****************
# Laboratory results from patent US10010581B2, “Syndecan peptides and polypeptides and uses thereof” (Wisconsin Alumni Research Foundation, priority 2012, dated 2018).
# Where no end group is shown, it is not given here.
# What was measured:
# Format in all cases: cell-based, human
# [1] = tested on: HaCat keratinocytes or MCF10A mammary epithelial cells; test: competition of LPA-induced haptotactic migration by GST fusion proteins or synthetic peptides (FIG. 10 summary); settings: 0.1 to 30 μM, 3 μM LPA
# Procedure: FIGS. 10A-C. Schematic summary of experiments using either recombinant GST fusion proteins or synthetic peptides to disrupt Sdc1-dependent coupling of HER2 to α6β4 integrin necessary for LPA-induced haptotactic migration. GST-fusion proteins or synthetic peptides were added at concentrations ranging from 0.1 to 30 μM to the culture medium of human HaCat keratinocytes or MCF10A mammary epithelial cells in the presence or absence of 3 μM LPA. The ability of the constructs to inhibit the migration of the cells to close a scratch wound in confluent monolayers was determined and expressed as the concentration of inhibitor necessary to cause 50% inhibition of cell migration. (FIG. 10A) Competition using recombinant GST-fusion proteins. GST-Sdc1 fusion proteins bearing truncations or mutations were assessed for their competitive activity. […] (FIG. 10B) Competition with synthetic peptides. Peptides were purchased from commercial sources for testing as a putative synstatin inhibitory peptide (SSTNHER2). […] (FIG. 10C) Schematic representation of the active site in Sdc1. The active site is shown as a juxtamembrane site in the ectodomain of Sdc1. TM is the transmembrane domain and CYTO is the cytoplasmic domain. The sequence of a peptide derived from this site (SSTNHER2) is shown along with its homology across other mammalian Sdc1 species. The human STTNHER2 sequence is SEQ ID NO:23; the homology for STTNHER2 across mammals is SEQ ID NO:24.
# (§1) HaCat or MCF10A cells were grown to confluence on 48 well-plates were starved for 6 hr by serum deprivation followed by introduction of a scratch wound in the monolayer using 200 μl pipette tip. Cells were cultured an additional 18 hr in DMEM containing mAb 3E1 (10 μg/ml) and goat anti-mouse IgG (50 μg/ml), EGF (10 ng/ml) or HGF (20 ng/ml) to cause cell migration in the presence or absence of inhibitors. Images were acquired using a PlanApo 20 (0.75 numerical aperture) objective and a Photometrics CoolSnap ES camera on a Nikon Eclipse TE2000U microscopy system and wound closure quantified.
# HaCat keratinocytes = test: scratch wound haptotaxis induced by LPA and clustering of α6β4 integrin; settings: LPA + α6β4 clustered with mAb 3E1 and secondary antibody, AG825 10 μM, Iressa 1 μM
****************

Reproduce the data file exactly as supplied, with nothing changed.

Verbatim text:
# Laboratory results from patent US10010581B2, “Syndecan peptides and polypeptides and uses thereof” (Wisconsin Alumni Research Foundation, priority 2012, dated 2018).
# Where no end group is shown, it is not given here.
# What was measured:
# Format in all cases: cell-based, human
# [1] = tested on: HaCat keratinocytes or MCF10A mammary epithelial cells; test: competition of LPA-induced haptotactic migration by GST fusion proteins or synthetic peptides (FIG. 10 summary); settings: 0.1 to 30 μM, 3 μM LPA
# Procedure: FIGS. 10A-C. Schematic summary of experiments using either recombinant GST fusion proteins or synthetic peptides to disrupt Sdc1-dependent coupling of HER2 to α6β4 integrin necessary for LPA-induced haptotactic migration. GST-fusion proteins or synthetic peptides were added at concentrations ranging from 0.1 to 30 μM to the culture medium of human HaCat keratinocytes or MCF10A mammary epithelial cells in the presence or absence of 3 μM LPA. The ability of the constructs to inhibit the migration of the cells to close a scratch wound in confluent monolayers was determined and expressed as the concentration of inhibitor necessary to cause 50% inhibition of cell migration. (FIG. 10A) Competition using recombinant GST-fusion proteins. GST-Sdc1 fusion proteins bearing truncations or mutations were assessed for their competitive activity. […] (FIG. 10B) Competition with synthetic peptides. Peptides were purchased from commercial sources for testing as a putative synstatin inhibitory peptide (SSTNHER2). […] (FIG. 10C) Schematic representation of the active site in Sdc1. The active site is shown as a juxtamembrane site in the ectodomain of Sdc1. TM is the transmembrane domain and CYTO is the cytoplasmic domain. The sequence of a peptide derived from this site (SSTNHER2) is shown along with its homology across other mammalian Sdc1 species. The human STTNHER2 sequence is SEQ ID NO:23; the homology for STTNHER2 across mammals is SEQ ID NO:24.
# (§1) HaCat or MCF10A cells were grown to confluence on 48 well-plates were starved for 6 hr by serum deprivation followed by introduction of a scratch wound in the monolayer using 200 μl pipette tip. Cells were cultured an additional 18 hr in DMEM containing mAb 3E1 (10 μg/ml) and goat anti-mouse IgG (50 μg/ml), EGF (10 ng/ml) or HGF (20 ng/ml) to cause cell migration in the presence or absence of inhibitors. Images were acquired using a PlanApo 20 (0.75 numerical aperture) objective and a Photometrics CoolSnap ES camera on a Nikon Eclipse TE2000U microscopy system and wound closure quantified.
# HaCat keratinocytes = test: scratch wound haptotaxis induced by LPA and clustering of α6β4 integrin; settings: LPA + α6β4 clustered with mAb 3E1 and secondary antibody, AG825 10 μM, Iressa 1 μM